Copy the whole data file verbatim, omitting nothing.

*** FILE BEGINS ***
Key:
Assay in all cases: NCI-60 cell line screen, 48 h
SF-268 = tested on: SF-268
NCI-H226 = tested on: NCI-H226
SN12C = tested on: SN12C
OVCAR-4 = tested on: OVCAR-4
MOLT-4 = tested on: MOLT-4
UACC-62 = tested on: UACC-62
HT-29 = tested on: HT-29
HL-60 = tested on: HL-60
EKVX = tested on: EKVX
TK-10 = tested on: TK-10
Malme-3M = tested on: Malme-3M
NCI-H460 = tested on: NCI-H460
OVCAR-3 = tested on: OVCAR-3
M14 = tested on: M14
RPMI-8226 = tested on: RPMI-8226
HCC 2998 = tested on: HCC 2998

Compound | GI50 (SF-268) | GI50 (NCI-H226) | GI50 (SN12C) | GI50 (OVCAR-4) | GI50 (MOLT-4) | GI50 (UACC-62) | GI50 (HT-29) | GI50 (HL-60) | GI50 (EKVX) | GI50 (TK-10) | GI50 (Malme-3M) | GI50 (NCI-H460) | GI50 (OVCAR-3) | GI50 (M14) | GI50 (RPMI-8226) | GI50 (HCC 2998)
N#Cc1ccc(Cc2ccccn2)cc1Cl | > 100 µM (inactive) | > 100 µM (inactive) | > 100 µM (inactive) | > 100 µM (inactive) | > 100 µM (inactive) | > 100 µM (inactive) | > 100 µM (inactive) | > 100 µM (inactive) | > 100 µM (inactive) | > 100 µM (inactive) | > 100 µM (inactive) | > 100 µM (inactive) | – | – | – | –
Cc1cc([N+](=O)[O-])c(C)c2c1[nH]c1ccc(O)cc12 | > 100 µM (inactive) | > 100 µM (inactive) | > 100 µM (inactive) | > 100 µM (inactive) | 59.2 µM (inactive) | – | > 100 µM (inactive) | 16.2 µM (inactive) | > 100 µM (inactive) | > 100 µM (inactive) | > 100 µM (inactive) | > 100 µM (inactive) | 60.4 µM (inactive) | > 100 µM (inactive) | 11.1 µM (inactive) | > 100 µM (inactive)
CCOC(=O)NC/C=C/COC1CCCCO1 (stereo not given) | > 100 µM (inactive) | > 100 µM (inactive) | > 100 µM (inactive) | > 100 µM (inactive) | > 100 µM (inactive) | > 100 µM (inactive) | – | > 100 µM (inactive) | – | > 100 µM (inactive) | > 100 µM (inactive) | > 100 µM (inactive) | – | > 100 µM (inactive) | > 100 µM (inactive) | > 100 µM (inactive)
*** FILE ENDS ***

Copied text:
Key:
Assay in all cases: NCI-60 cell line screen, 48 h
SF-268 = tested on: SF-268
NCI-H226 = tested on: NCI-H226
SN12C = tested on: SN12C
OVCAR-4 = tested on: OVCAR-4
MOLT-4 = tested on: MOLT-4
UACC-62 = tested on: UACC-62
HT-29 = tested on: HT-29
HL-60 = tested on: HL-60
EKVX = tested on: EKVX
TK-10 = tested on: TK-10
Malme-3M = tested on: Malme-3M
NCI-H460 = tested on: NCI-H460
OVCAR-3 = tested on: OVCAR-3
M14 = tested on: M14
RPMI-8226 = tested on: RPMI-8226
HCC 2998 = tested on: HCC 2998

Compound | GI50 (SF-268) | GI50 (NCI-H226) | GI50 (SN12C) | GI50 (OVCAR-4) | GI50 (MOLT-4) | GI50 (UACC-62) | GI50 (HT-29) | GI50 (HL-60) | GI50 (EKVX) | GI50 (TK-10) | GI50 (Malme-3M) | GI50 (NCI-H460) | GI50 (OVCAR-3) | GI50 (M14) | GI50 (RPMI-8226) | GI50 (HCC 2998)
N#Cc1ccc(Cc2ccccn2)cc1Cl | > 100 µM (inactive) | > 100 µM (inactive) | > 100 µM (inactive) | > 100 µM (inactive) | > 100 µM (inactive) | > 100 µM (inactive) | > 100 µM (inactive) | > 100 µM (inactive) | > 100 µM (inactive) | > 100 µM (inactive) | > 100 µM (inactive) | > 100 µM (inactive) | – | – | – | –
Cc1cc([N+](=O)[O-])c(C)c2c1[nH]c1ccc(O)cc12 | > 100 µM (inactive) | > 100 µM (inactive) | > 100 µM (inactive) | > 100 µM (inactive) | 59.2 µM (inactive) | – | > 100 µM (inactive) | 16.2 µM (inactive) | > 100 µM (inactive) | > 100 µM (inactive) | > 100 µM (inactive) | > 100 µM (inactive) | 60.4 µM (inactive) | > 100 µM (inactive) | 11.1 µM (inactive) | > 100 µM (inactive)
CCOC(=O)NC/C=C/COC1CCCCO1 (stereo not given) | > 100 µM (inactive) | > 100 µM (inactive) | > 100 µM (inactive) | > 100 µM (inactive) | > 100 µM (inactive) | > 100 µM (inactive) | – | > 100 µM (inactive) | – | > 100 µM (inactive) | > 100 µM (inactive) | > 100 µM (inactive) | – | > 100 µM (inactive) | > 100 µM (inactive) | > 100 µM (inactive)